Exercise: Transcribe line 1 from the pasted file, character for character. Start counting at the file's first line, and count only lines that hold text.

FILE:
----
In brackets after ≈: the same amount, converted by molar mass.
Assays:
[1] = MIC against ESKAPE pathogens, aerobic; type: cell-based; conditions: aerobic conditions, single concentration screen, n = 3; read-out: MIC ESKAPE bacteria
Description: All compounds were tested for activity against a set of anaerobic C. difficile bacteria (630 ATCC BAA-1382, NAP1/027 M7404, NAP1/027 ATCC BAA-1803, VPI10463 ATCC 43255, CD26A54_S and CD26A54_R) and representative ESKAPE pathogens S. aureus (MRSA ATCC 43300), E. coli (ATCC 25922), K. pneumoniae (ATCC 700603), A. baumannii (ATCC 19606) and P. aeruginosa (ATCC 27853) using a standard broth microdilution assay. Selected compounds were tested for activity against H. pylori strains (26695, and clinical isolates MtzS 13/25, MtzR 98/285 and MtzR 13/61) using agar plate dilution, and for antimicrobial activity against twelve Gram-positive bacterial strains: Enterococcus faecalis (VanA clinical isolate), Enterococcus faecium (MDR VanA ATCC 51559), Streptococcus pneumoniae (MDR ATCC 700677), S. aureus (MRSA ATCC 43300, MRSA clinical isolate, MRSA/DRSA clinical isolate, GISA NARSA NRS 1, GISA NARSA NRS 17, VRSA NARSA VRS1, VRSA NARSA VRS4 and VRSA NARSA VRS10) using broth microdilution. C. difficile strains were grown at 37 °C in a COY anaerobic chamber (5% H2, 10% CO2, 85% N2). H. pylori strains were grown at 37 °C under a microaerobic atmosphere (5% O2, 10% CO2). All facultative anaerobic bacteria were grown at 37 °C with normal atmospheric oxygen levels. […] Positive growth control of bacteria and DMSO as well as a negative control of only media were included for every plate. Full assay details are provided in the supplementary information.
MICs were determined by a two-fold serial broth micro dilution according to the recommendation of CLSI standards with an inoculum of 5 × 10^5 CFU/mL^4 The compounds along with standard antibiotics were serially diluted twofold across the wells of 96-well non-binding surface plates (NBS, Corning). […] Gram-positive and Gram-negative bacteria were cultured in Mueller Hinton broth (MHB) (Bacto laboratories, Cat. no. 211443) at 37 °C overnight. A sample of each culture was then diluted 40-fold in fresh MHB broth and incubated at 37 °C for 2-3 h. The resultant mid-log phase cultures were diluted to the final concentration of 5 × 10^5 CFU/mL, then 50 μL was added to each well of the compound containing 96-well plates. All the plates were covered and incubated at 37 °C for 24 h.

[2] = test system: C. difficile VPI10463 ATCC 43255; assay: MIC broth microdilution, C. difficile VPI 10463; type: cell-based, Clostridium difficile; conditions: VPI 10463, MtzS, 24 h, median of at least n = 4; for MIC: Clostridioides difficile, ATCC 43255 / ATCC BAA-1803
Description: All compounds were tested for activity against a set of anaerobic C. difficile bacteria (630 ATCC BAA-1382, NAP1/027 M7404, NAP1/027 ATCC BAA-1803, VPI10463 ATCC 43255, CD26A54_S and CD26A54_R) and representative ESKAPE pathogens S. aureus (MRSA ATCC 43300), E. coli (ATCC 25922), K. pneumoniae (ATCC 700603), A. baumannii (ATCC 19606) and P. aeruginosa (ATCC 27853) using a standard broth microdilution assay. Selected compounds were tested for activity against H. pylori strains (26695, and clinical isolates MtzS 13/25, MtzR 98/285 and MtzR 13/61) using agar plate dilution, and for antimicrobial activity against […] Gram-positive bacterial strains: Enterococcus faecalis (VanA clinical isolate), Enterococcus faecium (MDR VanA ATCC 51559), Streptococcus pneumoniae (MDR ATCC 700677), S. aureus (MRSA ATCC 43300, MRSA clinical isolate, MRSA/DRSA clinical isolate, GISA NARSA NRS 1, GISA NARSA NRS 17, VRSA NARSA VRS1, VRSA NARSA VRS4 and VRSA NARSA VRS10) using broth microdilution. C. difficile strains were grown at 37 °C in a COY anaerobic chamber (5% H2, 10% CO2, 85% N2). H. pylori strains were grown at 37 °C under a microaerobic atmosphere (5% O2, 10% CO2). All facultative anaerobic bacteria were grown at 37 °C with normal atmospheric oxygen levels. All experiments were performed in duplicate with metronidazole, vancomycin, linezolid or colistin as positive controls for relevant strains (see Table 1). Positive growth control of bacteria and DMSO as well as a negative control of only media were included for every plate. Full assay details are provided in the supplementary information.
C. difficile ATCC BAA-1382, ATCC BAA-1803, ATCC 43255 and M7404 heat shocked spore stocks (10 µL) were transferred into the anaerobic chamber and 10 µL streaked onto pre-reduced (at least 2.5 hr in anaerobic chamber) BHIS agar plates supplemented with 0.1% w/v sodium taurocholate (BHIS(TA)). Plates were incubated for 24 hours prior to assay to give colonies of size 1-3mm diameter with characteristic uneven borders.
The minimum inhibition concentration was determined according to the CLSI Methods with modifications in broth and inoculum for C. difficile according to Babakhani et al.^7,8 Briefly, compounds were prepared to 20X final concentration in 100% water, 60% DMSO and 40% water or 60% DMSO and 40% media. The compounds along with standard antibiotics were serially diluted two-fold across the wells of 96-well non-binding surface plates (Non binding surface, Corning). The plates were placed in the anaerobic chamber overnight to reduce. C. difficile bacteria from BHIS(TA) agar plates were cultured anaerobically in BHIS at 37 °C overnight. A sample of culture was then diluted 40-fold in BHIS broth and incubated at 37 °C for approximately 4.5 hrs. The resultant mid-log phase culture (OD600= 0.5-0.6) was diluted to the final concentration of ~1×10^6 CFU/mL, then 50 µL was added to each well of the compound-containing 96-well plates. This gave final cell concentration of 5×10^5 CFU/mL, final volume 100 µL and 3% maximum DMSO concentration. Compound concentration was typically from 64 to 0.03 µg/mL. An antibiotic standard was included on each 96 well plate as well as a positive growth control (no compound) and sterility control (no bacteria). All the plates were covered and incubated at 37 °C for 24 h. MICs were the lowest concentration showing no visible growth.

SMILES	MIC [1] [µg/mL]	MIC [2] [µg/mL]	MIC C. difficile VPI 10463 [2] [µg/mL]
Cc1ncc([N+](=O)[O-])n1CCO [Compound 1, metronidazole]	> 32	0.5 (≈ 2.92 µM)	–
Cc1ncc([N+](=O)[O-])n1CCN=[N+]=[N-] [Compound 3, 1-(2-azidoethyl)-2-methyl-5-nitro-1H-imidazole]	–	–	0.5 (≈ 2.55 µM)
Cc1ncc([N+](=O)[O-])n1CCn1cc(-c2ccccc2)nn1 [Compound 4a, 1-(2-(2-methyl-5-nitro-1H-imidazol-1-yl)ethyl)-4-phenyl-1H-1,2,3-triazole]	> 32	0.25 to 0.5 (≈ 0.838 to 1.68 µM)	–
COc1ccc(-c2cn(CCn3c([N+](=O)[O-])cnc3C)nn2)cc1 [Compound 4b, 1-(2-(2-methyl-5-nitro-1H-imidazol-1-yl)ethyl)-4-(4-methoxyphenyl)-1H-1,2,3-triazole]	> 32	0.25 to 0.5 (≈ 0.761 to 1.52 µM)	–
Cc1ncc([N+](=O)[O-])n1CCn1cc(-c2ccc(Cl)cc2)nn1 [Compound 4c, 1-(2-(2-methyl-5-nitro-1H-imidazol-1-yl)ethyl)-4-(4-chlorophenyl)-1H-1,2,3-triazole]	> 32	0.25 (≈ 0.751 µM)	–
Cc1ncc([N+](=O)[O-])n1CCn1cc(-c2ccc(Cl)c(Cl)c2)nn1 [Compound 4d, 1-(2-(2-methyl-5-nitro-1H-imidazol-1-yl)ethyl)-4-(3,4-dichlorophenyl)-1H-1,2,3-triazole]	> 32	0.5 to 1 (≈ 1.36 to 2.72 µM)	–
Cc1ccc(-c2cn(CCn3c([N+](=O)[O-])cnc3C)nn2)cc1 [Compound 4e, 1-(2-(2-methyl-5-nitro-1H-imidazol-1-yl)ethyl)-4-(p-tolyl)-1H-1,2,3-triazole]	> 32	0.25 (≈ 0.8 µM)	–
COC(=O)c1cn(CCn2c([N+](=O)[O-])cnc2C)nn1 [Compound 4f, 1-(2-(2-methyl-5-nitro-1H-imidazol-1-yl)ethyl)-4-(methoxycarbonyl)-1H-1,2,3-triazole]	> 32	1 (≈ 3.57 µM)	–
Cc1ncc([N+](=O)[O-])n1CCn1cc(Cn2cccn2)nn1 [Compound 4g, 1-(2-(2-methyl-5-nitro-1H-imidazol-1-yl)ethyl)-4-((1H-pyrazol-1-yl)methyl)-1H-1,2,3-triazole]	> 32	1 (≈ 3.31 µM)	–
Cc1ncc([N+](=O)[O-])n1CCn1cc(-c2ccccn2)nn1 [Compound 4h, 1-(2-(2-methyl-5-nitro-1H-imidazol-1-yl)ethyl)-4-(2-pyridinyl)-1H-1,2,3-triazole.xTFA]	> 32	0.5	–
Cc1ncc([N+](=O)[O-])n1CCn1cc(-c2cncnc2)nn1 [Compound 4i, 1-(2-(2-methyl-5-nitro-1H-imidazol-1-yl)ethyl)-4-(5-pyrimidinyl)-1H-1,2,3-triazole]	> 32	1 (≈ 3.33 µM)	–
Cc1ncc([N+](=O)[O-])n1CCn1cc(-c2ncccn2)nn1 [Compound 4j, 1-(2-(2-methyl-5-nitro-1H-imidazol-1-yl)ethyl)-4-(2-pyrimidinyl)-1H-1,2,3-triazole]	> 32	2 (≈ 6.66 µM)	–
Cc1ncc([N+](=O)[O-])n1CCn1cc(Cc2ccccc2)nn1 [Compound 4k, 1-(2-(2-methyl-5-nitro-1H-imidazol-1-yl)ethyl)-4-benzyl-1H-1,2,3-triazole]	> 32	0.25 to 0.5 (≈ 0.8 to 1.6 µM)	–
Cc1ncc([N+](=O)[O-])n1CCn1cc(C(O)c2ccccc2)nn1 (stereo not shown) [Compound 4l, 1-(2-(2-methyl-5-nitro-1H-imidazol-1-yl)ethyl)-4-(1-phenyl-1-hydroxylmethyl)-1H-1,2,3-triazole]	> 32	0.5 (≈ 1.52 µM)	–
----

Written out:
In brackets after ≈: the same amount, converted by molar mass.